I was also on a great panel with Kelly Lockhart, Stuart Jaffe and Tee Morris. The topic was the dangers of technology and it turned into one of those panels where two of us took one side and two took the other and we just went at it. But we went at it with a great blend of fervor and respect, which always makes for a fun, entertaining panel - both for the audience and the panelists. It was my last panel of the con and a great way to end things.

Next con: Balticon (May 25th - 28th).

Wednesday, April 18, 2007

Best of IGMS Vol. 1

I am excited to announce that Tor has agreed in principle to publish a Best of InterGalactic Medicine Show Vol. 1. The book will include stories from the first four issues of IGMS, including all four Ender stories by Orson Scott Card. (Yes, I know you're all still waiting for the Ender story to go into issue four, but I promise he's working on it. An announcement about that will be made shortly.)

Details regarding the timeframe of the book and the stories to be included will be released as they are finalized with Tor.

Monday, April 16, 2007

Good Night, Mr. Vonnegut

I'm sure it's no longer news to anyone that Kurt Vonnegut recently passed away. Someone recently pointed out a little gift that he left to writer's and would-be writers of the world:

Vonnegut's Eight Rules of Writing Fiction, from Bagombo Snuff Box: Uncollected Short Fiction (New York: G.P. Putnam's Sons 1999), p. 9-10:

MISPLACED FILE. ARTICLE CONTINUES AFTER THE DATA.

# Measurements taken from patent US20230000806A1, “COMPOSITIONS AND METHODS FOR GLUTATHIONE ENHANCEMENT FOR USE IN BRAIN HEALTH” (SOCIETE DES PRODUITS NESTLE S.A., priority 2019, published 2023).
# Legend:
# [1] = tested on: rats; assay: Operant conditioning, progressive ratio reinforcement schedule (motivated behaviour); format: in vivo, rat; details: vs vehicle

1. Use the time of a total stranger in such a way that he or she will not feel the time was wasted.

2. Give the reader at least one character he or she can root for.

3. Every character should want something, even if it is only a glass of water.

4. Every sentence must do one of two things -- reveal character or advance the action.

5. Start as close to the end as possible.

6. Be a sadist. Now matter how sweet and innocent your leading characters, make awful things happen to them -- in order that the reader may see what they are made of.

7. Write to please just one person. If you open a window and make love to the world, so to speak, your story will get pneumonia.

8. Give your readers as much information as possible as soon as possible. To heck with suspense. Readers should have such complete understanding of what is going on, where and why, that they could finish the story themselves, should cockroaches eat the last few pages.

Wednesday, April 11, 2007


I recently joined Toastmasters, an inernational organization designed to help people improve their public-speaking skills. I mention the public speaking part right away because when I told a woman the other day that I had joined Toastmasters, she immediately started talking about an old episode of the TV show 'Frasier' and how Frasier and his brother Niles had joined a wine-tasting club and were vying to become 'toastmaster' of their club and the usual wacky highjinx ensued. So let me say up front that this is not a wine tasting club (I save my wine drinking for when I'm reading IGMS story submssions ;-) )

Okay, get back to the point, Edmund...

There was a point?

Yes, now get on with it.


Okay, so I joined Toastmasters. My role as editor of these two magazines has me in front of more and more people, and it seems to be happeneing more and more often. And while I'm not shy (no one will ever accuse me of that), I do find that it's one thing to be on a panel with other speakers or to speak with small groups, but it's quite another thing to be up in front of larger groups, delivering a prepared speech. That, frankly, is scary stuff. Scary stuff that I am now doing. And Toastmaster is, as I already mentioned, designed to help people be better at it. I gave my first prepared speech a few weeks ago (a four to six minute introduction to me, and I'll confess my hands were pretty clammy by time I was done). It wasn't much fun.